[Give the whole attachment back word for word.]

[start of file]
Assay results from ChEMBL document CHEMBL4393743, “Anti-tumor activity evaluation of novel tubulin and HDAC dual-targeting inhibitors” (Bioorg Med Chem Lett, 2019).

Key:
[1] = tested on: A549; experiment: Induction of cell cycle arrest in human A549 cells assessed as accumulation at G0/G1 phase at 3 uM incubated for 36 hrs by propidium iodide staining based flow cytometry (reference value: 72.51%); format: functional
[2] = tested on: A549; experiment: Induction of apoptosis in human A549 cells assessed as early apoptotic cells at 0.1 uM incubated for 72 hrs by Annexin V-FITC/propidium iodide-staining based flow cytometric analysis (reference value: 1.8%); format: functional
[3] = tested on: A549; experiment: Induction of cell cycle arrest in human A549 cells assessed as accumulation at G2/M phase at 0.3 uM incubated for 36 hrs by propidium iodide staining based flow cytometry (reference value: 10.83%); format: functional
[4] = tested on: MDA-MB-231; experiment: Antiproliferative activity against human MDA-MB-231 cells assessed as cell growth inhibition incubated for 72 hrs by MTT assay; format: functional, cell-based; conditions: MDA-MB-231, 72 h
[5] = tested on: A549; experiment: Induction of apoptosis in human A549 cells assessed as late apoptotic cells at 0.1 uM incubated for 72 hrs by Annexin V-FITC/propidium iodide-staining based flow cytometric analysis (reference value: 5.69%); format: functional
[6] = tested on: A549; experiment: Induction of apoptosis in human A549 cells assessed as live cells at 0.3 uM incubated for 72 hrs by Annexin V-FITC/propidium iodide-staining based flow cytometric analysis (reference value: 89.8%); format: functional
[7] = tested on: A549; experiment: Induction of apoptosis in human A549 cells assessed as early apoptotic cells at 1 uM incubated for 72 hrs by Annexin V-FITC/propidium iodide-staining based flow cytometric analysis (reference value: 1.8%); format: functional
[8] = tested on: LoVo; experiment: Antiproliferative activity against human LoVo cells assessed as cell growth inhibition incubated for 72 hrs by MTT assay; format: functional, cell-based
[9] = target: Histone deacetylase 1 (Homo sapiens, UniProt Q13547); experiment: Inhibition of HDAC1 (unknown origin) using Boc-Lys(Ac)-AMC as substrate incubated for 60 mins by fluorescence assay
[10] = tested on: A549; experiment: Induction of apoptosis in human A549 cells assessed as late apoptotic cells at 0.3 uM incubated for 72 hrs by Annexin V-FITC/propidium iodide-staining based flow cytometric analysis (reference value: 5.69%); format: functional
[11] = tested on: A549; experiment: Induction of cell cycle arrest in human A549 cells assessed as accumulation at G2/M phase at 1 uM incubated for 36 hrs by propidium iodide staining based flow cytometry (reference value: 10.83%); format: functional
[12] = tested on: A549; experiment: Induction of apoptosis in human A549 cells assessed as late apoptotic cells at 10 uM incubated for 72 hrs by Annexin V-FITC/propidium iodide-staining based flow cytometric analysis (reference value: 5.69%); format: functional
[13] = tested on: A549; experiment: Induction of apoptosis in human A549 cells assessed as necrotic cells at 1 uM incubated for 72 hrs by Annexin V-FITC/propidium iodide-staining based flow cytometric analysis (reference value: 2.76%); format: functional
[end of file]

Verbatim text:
Assay results from ChEMBL document CHEMBL4393743, “Anti-tumor activity evaluation of novel tubulin and HDAC dual-targeting inhibitors” (Bioorg Med Chem Lett, 2019).

Key:
[1] = tested on: A549; experiment: Induction of cell cycle arrest in human A549 cells assessed as accumulation at G0/G1 phase at 3 uM incubated for 36 hrs by propidium iodide staining based flow cytometry (reference value: 72.51%); format: functional
[2] = tested on: A549; experiment: Induction of apoptosis in human A549 cells assessed as early apoptotic cells at 0.1 uM incubated for 72 hrs by Annexin V-FITC/propidium iodide-staining based flow cytometric analysis (reference value: 1.8%); format: functional
[3] = tested on: A549; experiment: Induction of cell cycle arrest in human A549 cells assessed as accumulation at G2/M phase at 0.3 uM incubated for 36 hrs by propidium iodide staining based flow cytometry (reference value: 10.83%); format: functional
[4] = tested on: MDA-MB-231; experiment: Antiproliferative activity against human MDA-MB-231 cells assessed as cell growth inhibition incubated for 72 hrs by MTT assay; format: functional, cell-based; conditions: MDA-MB-231, 72 h
[5] = tested on: A549; experiment: Induction of apoptosis in human A549 cells assessed as late apoptotic cells at 0.1 uM incubated for 72 hrs by Annexin V-FITC/propidium iodide-staining based flow cytometric analysis (reference value: 5.69%); format: functional
[6] = tested on: A549; experiment: Induction of apoptosis in human A549 cells assessed as live cells at 0.3 uM incubated for 72 hrs by Annexin V-FITC/propidium iodide-staining based flow cytometric analysis (reference value: 89.8%); format: functional
[7] = tested on: A549; experiment: Induction of apoptosis in human A549 cells assessed as early apoptotic cells at 1 uM incubated for 72 hrs by Annexin V-FITC/propidium iodide-staining based flow cytometric analysis (reference value: 1.8%); format: functional
[8] = tested on: LoVo; experiment: Antiproliferative activity against human LoVo cells assessed as cell growth inhibition incubated for 72 hrs by MTT assay; format: functional, cell-based
[9] = target: Histone deacetylase 1 (Homo sapiens, UniProt Q13547); experiment: Inhibition of HDAC1 (unknown origin) using Boc-Lys(Ac)-AMC as substrate incubated for 60 mins by fluorescence assay
[10] = tested on: A549; experiment: Induction of apoptosis in human A549 cells assessed as late apoptotic cells at 0.3 uM incubated for 72 hrs by Annexin V-FITC/propidium iodide-staining based flow cytometric analysis (reference value: 5.69%); format: functional
[11] = tested on: A549; experiment: Induction of cell cycle arrest in human A549 cells assessed as accumulation at G2/M phase at 1 uM incubated for 36 hrs by propidium iodide staining based flow cytometry (reference value: 10.83%); format: functional
[12] = tested on: A549; experiment: Induction of apoptosis in human A549 cells assessed as late apoptotic cells at 10 uM incubated for 72 hrs by Annexin V-FITC/propidium iodide-staining based flow cytometric analysis (reference value: 5.69%); format: functional
[13] = tested on: A549; experiment: Induction of apoptosis in human A549 cells assessed as necrotic cells at 1 uM incubated for 72 hrs by Annexin V-FITC/propidium iodide-staining based flow cytometric analysis (reference value: 2.76%); format: functional